In the U.S., Friday worship at Walla Walla University kicks off special heritage month.
Published on: 05-25-2021
Every May in the United States, people are invited to celebrate the contributions of Asian and Pacific Islanders to the country. Walla Walla University (WWU) began Asian American and Pacific Islander heritage month by holding its first-ever Asian and Pacific Islander-themed vespers, incorporating singers, musicians, and speakers with ethnic roots leading back to a variety of Asian and Pacific Island countries.
This historic event took place on April 30, 2021, on the Adventist school campus located in Walla Walla, Washington, United States, and included a welcome, traditional hymns, and Scripture readings in Filipino, Samoan, Indonesian, and Japanese.
Matthias Bernard, a junior theology major and University Church student pastor from Hawaii, United States, helped coordinate the event. “I can say with confidence that Walla Walla University has diversity. But as we build in that diversity, we also must be contributing to inclusivity. We do that by constructing and planning programs such as these to not only practice inclusivity by highlighting specific cultures or specific groups here on campus but also to incorporate that into the Walla Walla University culture.”
Bernard acknowledged that the timing of this event was especially significant considering the increase in acts of hate against Asians and Pacific Islanders around the U.S. For him, making diversity and inclusivity the norm is an important step for WWU: “I’m really into this idea of worship and how we can weave worship into society and our daily lives.”
The speaker for the worship was Rome Ulia, uncle of university student Matania Aiolupotea. Originally from New Zealand, Ulia worked in Australia before moving to the United States in 2020, where he currently serves as the family pastor for the Auburn Adventist Academy Seventh-day Adventist Church. He used the story of David and Absalom and stories from his own life to illustrate how, because of Jesus’ sacrifice, we can be safe in Him.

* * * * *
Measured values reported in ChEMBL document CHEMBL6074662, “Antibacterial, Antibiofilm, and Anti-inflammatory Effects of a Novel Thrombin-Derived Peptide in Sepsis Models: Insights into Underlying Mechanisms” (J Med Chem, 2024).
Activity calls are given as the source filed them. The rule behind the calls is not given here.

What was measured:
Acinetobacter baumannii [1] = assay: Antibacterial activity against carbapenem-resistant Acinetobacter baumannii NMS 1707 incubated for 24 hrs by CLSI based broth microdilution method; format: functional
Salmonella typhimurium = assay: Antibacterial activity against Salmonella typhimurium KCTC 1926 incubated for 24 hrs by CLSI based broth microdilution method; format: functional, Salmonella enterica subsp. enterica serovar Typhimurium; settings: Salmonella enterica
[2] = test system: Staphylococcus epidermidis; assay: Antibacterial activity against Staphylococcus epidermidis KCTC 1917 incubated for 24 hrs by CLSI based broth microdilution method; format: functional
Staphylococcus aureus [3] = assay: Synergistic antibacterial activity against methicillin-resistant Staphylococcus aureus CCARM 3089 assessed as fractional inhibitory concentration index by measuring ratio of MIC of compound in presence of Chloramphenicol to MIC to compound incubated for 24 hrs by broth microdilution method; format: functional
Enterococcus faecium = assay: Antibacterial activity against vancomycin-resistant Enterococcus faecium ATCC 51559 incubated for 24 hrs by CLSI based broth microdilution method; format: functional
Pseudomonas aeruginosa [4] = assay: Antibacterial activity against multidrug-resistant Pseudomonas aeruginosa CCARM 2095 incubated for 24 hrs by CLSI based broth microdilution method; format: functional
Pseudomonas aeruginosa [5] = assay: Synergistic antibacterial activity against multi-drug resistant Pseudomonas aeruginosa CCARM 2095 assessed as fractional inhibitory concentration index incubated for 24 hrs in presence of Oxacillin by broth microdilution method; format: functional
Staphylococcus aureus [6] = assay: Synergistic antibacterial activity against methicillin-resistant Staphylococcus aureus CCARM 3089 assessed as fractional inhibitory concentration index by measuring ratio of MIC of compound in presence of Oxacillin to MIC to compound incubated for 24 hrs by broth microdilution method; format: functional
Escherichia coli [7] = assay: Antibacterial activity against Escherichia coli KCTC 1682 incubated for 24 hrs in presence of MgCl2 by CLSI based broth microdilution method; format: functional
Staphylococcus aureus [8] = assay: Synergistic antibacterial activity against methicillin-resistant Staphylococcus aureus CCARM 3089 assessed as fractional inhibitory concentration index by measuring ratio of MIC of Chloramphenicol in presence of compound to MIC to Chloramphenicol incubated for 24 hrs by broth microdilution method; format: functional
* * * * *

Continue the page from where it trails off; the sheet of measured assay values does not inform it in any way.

Bernard said he is hopeful that there will be many more Asian and Pacific Islander-themed vespers in WWU’s future, stressing its importance not only to the Asian and Pacific Islander community but its importance to the campus as a whole.
Bela Cinco, a freshman psychology and pre-med major, attended the vespers and gave the welcome in Filipino. She said of the program, “As a freshman, I felt really welcome and at home. It was good to have my culture represented and to be around people with similar backgrounds.”
Earlier in May, G. Alexander Bryant, president of the Adventist Church in the U.S., Canada, Bermuda, Guam, and several Pacific Ocean territories, recorded a special message to mark the heritage month.
During his message, Bryant said he was sorry for “the unfair abuse and targeting of Asians” across the United States. “We stand with you — and in solidarity with you,” Bryant said. “You are part of God’s family, part of our church, and part of our family,” he added.
Recently, the Lake Union Conference region in the U.S. announced a live broadcast of panelists to discuss why celebrating Asian American and Pacific Islander Heritage Month is so important this year. The event, entitled, “Caring for Our Neighbor: Asian American and Pacific Islanders Under Pressure,” seeks to “celebrate the influence and contributions of the Asian American and Pacific Islander community and examine some of their various challenges,” organizers announced. The livestreamed event is scheduled for Saturday (Sabbath), May 29, at 5:00 p.m. EDT.